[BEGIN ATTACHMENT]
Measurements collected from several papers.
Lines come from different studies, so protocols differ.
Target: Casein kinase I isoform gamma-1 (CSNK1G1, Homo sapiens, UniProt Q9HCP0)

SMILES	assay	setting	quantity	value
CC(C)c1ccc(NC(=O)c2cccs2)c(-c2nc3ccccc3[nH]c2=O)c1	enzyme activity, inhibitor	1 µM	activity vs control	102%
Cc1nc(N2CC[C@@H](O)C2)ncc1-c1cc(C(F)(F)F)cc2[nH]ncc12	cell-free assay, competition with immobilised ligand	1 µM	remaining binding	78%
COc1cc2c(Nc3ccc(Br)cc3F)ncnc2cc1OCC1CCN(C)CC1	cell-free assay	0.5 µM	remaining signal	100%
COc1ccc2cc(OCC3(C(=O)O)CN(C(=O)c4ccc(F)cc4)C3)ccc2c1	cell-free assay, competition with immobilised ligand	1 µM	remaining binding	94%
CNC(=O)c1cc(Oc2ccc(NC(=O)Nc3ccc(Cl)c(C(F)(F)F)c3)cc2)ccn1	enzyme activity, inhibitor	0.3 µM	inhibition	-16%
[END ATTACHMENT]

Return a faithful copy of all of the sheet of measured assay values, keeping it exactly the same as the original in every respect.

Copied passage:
Measurements collected from several papers.
Lines come from different studies, so protocols differ.
Target: Casein kinase I isoform gamma-1 (CSNK1G1, Homo sapiens, UniProt Q9HCP0)

SMILES	assay	setting	quantity	value
CC(C)c1ccc(NC(=O)c2cccs2)c(-c2nc3ccccc3[nH]c2=O)c1	enzyme activity, inhibitor	1 µM	activity vs control	102%
Cc1nc(N2CC[C@@H](O)C2)ncc1-c1cc(C(F)(F)F)cc2[nH]ncc12	cell-free assay, competition with immobilised ligand	1 µM	remaining binding	78%
COc1cc2c(Nc3ccc(Br)cc3F)ncnc2cc1OCC1CCN(C)CC1	cell-free assay	0.5 µM	remaining signal	100%
COc1ccc2cc(OCC3(C(=O)O)CN(C(=O)c4ccc(F)cc4)C3)ccc2c1	cell-free assay, competition with immobilised ligand	1 µM	remaining binding	94%
CNC(=O)c1cc(Oc2ccc(NC(=O)Nc3ccc(Cl)c(C(F)(F)F)c3)cc2)ccn1	enzyme activity, inhibitor	0.3 µM	inhibition	-16%